Subject: Re: FSBs and client-server
From: Brian Behlendorf <brian@collab.net>
Date: Fri, 26 May 2000 00:21:59 -0700 (PDT)

On 25 May 2000, Ian Lance Taylor wrote:
>    From: kmself@ix.netcom.com
>    Date: Thu, 25 May 2000 13:49:28 -0700
> 
>    Brian and I were debating (mildly) benefits of various licensing models
>    recently.  He made a point I'm still mulling over WRT the BSD/MIT
>    license -- it's a very strong vehicle for promoting adoption of an open
>    standard.  Because these licenses allow both free and proprietary
>    modifications to the codebase, a standard can be proposed, implemented
>    in a free solution, while still being available for proprietary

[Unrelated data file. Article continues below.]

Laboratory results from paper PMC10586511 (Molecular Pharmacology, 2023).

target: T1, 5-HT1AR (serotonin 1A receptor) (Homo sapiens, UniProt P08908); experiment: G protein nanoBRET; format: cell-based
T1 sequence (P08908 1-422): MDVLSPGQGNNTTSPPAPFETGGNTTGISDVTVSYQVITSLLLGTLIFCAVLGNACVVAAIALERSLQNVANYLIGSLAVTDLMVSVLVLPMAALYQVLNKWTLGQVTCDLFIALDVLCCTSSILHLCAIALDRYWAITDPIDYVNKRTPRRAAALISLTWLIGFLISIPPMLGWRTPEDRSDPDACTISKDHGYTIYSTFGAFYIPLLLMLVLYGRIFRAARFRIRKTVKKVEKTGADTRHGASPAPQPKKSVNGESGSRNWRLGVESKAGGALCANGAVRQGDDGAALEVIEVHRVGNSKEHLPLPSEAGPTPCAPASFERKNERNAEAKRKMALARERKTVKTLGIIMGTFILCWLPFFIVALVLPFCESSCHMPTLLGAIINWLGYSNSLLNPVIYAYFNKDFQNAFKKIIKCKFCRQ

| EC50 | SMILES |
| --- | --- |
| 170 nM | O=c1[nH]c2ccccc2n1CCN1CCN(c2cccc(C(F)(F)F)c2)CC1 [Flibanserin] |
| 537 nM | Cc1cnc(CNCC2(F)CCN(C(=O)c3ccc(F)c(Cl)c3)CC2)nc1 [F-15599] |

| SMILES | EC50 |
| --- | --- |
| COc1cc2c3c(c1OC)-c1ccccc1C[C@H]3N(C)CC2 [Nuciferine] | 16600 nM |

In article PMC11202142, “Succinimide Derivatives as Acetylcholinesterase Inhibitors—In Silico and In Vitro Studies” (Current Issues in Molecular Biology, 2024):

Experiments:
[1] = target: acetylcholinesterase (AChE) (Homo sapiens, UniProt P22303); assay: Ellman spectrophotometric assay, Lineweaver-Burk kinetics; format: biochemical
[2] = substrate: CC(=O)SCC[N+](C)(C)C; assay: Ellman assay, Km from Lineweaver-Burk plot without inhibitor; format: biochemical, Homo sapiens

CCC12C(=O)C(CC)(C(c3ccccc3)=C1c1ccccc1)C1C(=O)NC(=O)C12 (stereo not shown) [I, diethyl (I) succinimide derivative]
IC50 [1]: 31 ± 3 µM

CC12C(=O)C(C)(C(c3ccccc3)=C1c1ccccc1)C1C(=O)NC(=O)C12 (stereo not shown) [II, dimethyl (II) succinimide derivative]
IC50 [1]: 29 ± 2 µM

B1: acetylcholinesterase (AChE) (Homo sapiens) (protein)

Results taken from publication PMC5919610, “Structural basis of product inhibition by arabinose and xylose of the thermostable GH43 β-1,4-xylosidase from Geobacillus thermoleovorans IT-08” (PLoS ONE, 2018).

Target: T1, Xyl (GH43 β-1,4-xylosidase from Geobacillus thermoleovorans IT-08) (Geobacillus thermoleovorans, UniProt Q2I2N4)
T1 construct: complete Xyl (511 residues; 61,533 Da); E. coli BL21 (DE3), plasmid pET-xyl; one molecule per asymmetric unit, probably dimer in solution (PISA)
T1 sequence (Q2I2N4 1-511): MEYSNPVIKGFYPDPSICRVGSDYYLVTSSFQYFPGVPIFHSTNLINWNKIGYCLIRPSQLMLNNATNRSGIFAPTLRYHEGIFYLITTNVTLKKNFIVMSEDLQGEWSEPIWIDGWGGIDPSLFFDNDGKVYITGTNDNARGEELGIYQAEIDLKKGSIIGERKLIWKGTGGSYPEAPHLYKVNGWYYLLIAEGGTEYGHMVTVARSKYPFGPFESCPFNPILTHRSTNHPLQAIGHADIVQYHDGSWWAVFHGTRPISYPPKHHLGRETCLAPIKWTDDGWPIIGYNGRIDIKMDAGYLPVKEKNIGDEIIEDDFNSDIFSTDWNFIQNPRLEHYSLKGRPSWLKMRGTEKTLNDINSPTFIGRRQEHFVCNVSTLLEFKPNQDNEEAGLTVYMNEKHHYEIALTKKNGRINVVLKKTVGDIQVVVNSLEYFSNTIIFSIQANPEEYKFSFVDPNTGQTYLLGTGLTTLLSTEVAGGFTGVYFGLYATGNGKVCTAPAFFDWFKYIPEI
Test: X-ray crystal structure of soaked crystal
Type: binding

>    implementation from the same code base.
> 
> I expect this would work best if the free implementations dominate.
> Otherwise it's hard to resist the impulse to embrace and extend.

Agreed; which is why I'm very interested in finding other pressures to
help facilitate the free development.  Anecdotally, every commercial
spin-off from Apache (that I know of) that has not kept its changes in
sync with Apache's and contributed back any core changes has not become
predominant; I think that's because of momentum in the development cycle,
more so than product dominance.  People don't want to proprietary-fork
because they probably won't be able to keep up.  =)

> There is something to be said for independent implementations of a
> standard.

Yea, the IETF requires it (dunno if a fork would be accepted as
independent in their eyes though.)

> Having a MIT-license Kerberos implementation made it easier for
> Microsoft to embrace and extend the standard.  On the other hand,
> without an MIT-license implementation, Microsoft probably wouldn't
> have used Kerberos at all.

Precisely the point I made to Karsten.

	Brian